Hopefully, everyone is aware by now. If not then please note…On the 31st October 2018 Office 365 will discontinue support of TLS 1.0 & 1.1. Only TLS 1.2 connections will be allowed.
With regards to Exchange Hybrid situations, this doesn’t mean that TLS 1.0 & 1.1 have to be turned off. But TLS 1.2 does have to be turned on and used for SMTP traffic to and from Office 365. Microsoft have a detailed blog series (starting here), which details everything you need to know. For this post I thought I’d highlight some of the key requirements.
My recommendation is always to be running the latest CU/SP for the version of Exchange Server that you are running. Exchange 2007 and older are not supported. If you do not like to run the latest CU, you must be running the below at a minimum:
- Exchange 2016 – CU8 (CU9 if you wish to disable TLS 1.0/1.1) & .NET 4.7.1
- Exchange 2013 – CU19 (CU20 if you wish to disable TLS 1.0/1.1) & .NET 4.7.1
- Exchange 2010 – SP3 RU19 (RU20 if you wish to disable TLS 1.0/1.1) & .NET 3.5.1
Windows Operating Systems
Similar to Exchange, I would always recommend your Windows Servers are kept up to date with the latest available updates. Below are the minimum requirements on the Windows Servers running your Exchange environment:
- Windows Server 2016 – TLS 1.2 is the default security protocol. Advised to ensure latest updates are installed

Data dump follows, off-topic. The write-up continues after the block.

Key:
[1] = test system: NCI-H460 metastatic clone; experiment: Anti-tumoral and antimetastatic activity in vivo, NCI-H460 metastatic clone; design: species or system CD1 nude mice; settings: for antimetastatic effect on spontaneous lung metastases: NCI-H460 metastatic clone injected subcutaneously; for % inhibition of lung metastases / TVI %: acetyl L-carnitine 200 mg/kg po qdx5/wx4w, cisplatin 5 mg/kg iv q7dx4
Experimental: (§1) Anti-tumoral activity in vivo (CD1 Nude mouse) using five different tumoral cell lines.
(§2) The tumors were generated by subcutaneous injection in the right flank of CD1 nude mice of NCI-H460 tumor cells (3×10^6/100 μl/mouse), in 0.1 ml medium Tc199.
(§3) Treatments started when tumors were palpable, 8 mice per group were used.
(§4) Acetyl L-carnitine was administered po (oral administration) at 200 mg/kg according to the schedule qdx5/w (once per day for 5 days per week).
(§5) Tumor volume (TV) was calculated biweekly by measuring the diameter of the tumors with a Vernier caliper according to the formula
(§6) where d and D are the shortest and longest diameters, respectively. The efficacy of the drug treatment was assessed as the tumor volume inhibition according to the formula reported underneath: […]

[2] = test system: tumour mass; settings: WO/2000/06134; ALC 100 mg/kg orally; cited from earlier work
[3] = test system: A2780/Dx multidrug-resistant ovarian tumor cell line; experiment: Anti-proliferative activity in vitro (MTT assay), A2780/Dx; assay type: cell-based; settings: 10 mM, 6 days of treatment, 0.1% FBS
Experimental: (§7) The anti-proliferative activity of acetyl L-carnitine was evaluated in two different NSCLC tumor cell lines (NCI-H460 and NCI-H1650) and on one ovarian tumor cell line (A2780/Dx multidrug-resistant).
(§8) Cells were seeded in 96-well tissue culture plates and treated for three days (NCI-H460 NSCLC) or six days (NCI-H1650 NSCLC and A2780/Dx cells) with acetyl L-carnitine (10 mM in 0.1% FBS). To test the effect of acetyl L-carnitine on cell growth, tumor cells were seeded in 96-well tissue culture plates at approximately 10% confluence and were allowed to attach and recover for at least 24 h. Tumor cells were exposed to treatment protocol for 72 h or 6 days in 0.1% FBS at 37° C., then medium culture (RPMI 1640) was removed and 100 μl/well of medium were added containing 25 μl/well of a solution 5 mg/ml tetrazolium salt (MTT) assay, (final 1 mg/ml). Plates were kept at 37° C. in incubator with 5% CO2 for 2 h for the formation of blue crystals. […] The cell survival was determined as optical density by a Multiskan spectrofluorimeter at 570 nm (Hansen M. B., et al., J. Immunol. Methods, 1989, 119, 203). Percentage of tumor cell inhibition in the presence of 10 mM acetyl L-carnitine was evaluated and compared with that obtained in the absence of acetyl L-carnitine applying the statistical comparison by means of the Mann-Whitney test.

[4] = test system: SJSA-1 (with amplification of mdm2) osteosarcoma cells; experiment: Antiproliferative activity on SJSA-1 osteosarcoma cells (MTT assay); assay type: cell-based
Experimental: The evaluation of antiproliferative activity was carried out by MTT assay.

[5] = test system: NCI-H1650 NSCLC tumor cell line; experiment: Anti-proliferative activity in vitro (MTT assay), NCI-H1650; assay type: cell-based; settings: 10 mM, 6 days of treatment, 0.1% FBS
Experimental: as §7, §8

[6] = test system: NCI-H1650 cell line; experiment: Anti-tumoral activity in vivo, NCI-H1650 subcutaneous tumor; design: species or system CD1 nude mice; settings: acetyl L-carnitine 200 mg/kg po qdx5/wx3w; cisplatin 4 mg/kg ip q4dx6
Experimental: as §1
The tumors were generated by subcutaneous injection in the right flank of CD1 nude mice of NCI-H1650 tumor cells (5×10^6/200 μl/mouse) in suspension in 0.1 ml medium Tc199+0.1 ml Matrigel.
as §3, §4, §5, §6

- Windows Server 2012 R2 – TLS 1.2 is the default security protocol. If the OS is not completely up to date you will require the security update KB3161949.
- Windows Server 2012 – TLS 1.2 is the default security protocol. If the OS is not completely up to date, you will require the security update KB3161949.
- Windows Server 2008 R2 SP1 – TLS 1.2 is supported but is disabled by default. If the OS is not completely up to date, you will require the security update KB3161949 as well as the optional update KB3080079.
- Windows Server 2008 SP2 – TLS 1.2 is not supported by default. If the OS is not completely up to date, you will require the security update KB4019276 and KB3161949.
Note that if you rely on SHA512 certificates you will need update KB2973337.
Enabling TLS 1.2 / Disabling TLS 1.0/1.1
The second part of Microsoft article series goes through how to enable TLS 1.2 on all server version as well as identifying clients that are not using it once enabled.
If you need to disable TLS 1.0/1.1 then the third part of Microsoft’s series explains how to do that.
In review, you have until the 31st October 2018 to ensure TLS 1.2 is enabled and in use between your Exchange Servers and Office 365. If Exchange and Windows are kept up to date then the process should be relatively straight forward. However if you need to perform some maintenance, then it may be time to schedule it in so that you do not have any issues when Microsoft finally stop accepting TLS 1.0 & 1.1 connections.